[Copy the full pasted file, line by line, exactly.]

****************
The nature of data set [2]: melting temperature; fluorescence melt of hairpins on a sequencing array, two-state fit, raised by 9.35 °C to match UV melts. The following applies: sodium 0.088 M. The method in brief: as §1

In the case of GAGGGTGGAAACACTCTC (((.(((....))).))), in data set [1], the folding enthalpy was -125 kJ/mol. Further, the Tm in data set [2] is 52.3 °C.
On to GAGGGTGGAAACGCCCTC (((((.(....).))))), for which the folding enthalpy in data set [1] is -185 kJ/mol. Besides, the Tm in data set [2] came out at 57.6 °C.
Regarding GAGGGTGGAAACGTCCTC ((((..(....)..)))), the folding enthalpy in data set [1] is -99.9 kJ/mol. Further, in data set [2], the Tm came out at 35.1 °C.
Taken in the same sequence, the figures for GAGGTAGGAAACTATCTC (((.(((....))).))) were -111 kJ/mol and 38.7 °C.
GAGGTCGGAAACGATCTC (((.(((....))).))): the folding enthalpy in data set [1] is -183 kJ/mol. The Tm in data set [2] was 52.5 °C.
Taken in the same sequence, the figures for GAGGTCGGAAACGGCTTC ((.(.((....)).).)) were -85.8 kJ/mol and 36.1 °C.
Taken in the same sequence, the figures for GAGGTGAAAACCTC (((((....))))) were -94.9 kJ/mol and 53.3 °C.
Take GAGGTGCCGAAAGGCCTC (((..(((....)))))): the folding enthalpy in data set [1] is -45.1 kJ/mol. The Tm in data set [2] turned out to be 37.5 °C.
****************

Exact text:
The nature of data set [2]: melting temperature; fluorescence melt of hairpins on a sequencing array, two-state fit, raised by 9.35 °C to match UV melts. The following applies: sodium 0.088 M. The method in brief: as §1

In the case of GAGGGTGGAAACACTCTC (((.(((....))).))), in data set [1], the folding enthalpy was -125 kJ/mol. Further, the Tm in data set [2] is 52.3 °C.
On to GAGGGTGGAAACGCCCTC (((((.(....).))))), for which the folding enthalpy in data set [1] is -185 kJ/mol. Besides, the Tm in data set [2] came out at 57.6 °C.
Regarding GAGGGTGGAAACGTCCTC ((((..(....)..)))), the folding enthalpy in data set [1] is -99.9 kJ/mol. Further, in data set [2], the Tm came out at 35.1 °C.
Taken in the same sequence, the figures for GAGGTAGGAAACTATCTC (((.(((....))).))) were -111 kJ/mol and 38.7 °C.
GAGGTCGGAAACGATCTC (((.(((....))).))): the folding enthalpy in data set [1] is -183 kJ/mol. The Tm in data set [2] was 52.5 °C.
Taken in the same sequence, the figures for GAGGTCGGAAACGGCTTC ((.(.((....)).).)) were -85.8 kJ/mol and 36.1 °C.
Taken in the same sequence, the figures for GAGGTGAAAACCTC (((((....))))) were -94.9 kJ/mol and 53.3 °C.
Take GAGGTGCCGAAAGGCCTC (((..(((....)))))): the folding enthalpy in data set [1] is -45.1 kJ/mol. The Tm in data set [2] turned out to be 37.5 °C.